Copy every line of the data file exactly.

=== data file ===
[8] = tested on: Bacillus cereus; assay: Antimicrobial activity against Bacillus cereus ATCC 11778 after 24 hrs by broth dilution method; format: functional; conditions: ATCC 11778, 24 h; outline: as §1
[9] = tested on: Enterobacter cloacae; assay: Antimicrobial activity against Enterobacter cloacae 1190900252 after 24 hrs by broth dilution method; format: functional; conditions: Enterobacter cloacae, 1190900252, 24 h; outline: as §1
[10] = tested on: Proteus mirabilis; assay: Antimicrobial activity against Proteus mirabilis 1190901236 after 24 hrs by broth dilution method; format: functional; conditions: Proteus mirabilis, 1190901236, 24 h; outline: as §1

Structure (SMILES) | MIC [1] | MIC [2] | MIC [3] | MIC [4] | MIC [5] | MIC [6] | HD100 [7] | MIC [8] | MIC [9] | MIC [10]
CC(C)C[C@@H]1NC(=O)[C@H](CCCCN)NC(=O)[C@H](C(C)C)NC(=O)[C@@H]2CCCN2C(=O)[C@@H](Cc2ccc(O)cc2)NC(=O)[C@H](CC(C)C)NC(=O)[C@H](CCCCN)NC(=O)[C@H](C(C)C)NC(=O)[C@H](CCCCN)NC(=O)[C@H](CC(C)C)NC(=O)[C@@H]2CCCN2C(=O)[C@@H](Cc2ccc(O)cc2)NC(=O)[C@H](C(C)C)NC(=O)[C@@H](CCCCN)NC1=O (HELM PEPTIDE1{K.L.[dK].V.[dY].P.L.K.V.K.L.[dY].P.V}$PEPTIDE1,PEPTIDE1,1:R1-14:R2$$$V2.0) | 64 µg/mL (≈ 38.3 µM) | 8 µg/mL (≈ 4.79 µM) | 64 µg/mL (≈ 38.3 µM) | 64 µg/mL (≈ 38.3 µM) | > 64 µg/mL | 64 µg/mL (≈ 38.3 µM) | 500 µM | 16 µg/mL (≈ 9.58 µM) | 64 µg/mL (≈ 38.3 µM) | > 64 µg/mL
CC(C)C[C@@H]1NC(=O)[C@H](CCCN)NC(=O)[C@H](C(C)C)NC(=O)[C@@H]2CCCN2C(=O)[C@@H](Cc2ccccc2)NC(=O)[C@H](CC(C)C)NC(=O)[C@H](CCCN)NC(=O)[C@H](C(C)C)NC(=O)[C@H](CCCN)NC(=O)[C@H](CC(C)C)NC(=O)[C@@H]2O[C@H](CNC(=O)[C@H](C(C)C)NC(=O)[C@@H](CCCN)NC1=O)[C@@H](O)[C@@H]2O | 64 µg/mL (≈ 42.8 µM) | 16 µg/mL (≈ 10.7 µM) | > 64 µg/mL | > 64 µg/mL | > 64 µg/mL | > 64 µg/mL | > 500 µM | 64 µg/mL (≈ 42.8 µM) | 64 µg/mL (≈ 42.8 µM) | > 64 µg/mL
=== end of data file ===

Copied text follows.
[8] = tested on: Bacillus cereus; assay: Antimicrobial activity against Bacillus cereus ATCC 11778 after 24 hrs by broth dilution method; format: functional; conditions: ATCC 11778, 24 h; outline: as §1
[9] = tested on: Enterobacter cloacae; assay: Antimicrobial activity against Enterobacter cloacae 1190900252 after 24 hrs by broth dilution method; format: functional; conditions: Enterobacter cloacae, 1190900252, 24 h; outline: as §1
[10] = tested on: Proteus mirabilis; assay: Antimicrobial activity against Proteus mirabilis 1190901236 after 24 hrs by broth dilution method; format: functional; conditions: Proteus mirabilis, 1190901236, 24 h; outline: as §1

Structure (SMILES) | MIC [1] | MIC [2] | MIC [3] | MIC [4] | MIC [5] | MIC [6] | HD100 [7] | MIC [8] | MIC [9] | MIC [10]
CC(C)C[C@@H]1NC(=O)[C@H](CCCCN)NC(=O)[C@H](C(C)C)NC(=O)[C@@H]2CCCN2C(=O)[C@@H](Cc2ccc(O)cc2)NC(=O)[C@H](CC(C)C)NC(=O)[C@H](CCCCN)NC(=O)[C@H](C(C)C)NC(=O)[C@H](CCCCN)NC(=O)[C@H](CC(C)C)NC(=O)[C@@H]2CCCN2C(=O)[C@@H](Cc2ccc(O)cc2)NC(=O)[C@H](C(C)C)NC(=O)[C@@H](CCCCN)NC1=O (HELM PEPTIDE1{K.L.[dK].V.[dY].P.L.K.V.K.L.[dY].P.V}$PEPTIDE1,PEPTIDE1,1:R1-14:R2$$$V2.0) | 64 µg/mL (≈ 38.3 µM) | 8 µg/mL (≈ 4.79 µM) | 64 µg/mL (≈ 38.3 µM) | 64 µg/mL (≈ 38.3 µM) | > 64 µg/mL | 64 µg/mL (≈ 38.3 µM) | 500 µM | 16 µg/mL (≈ 9.58 µM) | 64 µg/mL (≈ 38.3 µM) | > 64 µg/mL
CC(C)C[C@@H]1NC(=O)[C@H](CCCN)NC(=O)[C@H](C(C)C)NC(=O)[C@@H]2CCCN2C(=O)[C@@H](Cc2ccccc2)NC(=O)[C@H](CC(C)C)NC(=O)[C@H](CCCN)NC(=O)[C@H](C(C)C)NC(=O)[C@H](CCCN)NC(=O)[C@H](CC(C)C)NC(=O)[C@@H]2O[C@H](CNC(=O)[C@H](C(C)C)NC(=O)[C@@H](CCCN)NC1=O)[C@@H](O)[C@@H]2O | 64 µg/mL (≈ 42.8 µM) | 16 µg/mL (≈ 10.7 µM) | > 64 µg/mL | > 64 µg/mL | > 64 µg/mL | > 64 µg/mL | > 500 µM | 64 µg/mL (≈ 42.8 µM) | 64 µg/mL (≈ 42.8 µM) | > 64 µg/mL